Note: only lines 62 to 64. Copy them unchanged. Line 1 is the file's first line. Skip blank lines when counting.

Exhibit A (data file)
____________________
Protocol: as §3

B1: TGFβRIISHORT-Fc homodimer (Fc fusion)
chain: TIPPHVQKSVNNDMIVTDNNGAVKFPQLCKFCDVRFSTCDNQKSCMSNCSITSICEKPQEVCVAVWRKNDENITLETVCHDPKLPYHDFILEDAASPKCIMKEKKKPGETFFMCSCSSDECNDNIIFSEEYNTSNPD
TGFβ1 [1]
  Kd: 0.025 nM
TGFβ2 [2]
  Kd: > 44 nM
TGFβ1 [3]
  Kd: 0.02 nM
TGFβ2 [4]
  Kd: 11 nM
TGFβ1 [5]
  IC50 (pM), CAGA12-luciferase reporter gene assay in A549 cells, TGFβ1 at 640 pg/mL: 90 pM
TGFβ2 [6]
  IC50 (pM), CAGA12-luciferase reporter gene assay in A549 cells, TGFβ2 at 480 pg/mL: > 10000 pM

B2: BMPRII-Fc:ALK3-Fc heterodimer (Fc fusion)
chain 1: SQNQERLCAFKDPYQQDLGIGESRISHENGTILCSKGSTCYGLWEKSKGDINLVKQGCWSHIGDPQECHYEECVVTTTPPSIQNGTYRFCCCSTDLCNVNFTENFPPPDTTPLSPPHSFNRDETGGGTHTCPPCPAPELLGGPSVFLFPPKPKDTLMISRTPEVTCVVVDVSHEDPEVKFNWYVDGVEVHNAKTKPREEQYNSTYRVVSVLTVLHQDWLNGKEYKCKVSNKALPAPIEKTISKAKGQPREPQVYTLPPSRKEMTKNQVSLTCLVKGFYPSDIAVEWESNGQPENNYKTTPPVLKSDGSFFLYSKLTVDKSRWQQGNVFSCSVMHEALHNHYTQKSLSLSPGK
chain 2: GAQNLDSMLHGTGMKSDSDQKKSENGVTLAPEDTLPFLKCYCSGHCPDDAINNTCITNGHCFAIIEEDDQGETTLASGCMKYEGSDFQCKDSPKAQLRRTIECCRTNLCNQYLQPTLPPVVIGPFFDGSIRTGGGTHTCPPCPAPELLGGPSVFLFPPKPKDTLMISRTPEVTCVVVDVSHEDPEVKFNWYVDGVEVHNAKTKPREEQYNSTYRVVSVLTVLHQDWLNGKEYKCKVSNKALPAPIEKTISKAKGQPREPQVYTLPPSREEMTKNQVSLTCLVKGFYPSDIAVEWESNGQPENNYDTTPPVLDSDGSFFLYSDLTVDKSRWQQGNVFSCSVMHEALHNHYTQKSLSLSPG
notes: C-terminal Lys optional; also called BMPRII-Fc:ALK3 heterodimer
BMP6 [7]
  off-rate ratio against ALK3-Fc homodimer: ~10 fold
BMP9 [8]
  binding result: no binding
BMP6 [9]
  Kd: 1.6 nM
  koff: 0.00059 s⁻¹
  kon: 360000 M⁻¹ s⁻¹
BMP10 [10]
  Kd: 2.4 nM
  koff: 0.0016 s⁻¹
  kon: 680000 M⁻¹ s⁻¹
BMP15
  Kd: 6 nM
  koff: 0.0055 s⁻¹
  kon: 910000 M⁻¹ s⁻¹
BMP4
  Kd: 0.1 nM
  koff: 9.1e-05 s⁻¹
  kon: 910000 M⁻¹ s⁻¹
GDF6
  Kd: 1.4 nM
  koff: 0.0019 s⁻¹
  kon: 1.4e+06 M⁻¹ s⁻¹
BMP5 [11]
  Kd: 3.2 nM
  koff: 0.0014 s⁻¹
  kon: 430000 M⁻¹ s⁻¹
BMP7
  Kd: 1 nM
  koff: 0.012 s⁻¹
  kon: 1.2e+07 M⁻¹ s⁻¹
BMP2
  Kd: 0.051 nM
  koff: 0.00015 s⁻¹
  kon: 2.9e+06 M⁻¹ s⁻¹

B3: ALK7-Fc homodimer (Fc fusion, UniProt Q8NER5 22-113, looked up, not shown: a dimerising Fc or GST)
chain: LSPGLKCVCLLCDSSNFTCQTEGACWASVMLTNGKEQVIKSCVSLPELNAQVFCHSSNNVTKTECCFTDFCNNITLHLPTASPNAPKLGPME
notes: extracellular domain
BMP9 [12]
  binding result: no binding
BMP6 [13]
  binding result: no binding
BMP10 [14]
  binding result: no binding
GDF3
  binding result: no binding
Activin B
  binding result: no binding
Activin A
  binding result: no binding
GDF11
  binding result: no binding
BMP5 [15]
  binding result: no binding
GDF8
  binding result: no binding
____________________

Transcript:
  binding result: no binding
BMP10 [14]
  binding result: no binding